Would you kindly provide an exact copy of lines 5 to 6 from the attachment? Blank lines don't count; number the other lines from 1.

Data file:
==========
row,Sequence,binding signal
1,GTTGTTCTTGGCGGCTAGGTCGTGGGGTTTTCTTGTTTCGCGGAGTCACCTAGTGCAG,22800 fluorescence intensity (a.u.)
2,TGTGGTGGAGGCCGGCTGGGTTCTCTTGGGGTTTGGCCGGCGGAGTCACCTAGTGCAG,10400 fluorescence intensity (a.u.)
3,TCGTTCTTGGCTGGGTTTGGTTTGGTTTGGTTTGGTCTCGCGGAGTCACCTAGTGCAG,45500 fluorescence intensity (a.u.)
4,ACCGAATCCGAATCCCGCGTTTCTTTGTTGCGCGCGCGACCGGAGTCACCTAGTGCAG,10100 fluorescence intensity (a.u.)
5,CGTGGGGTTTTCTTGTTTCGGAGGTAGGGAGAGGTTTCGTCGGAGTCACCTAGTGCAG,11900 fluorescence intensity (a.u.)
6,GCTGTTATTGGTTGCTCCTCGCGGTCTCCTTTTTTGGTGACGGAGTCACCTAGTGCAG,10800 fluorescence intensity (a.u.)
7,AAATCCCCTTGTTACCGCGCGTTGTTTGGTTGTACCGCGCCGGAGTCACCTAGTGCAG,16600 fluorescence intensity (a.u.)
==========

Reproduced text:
4,ACCGAATCCGAATCCCGCGTTTCTTTGTTGCGCGCGCGACCGGAGTCACCTAGTGCAG,10100 fluorescence intensity (a.u.)
5,CGTGGGGTTTTCTTGTTTCGGAGGTAGGGAGAGGTTTCGTCGGAGTCACCTAGTGCAG,11900 fluorescence intensity (a.u.)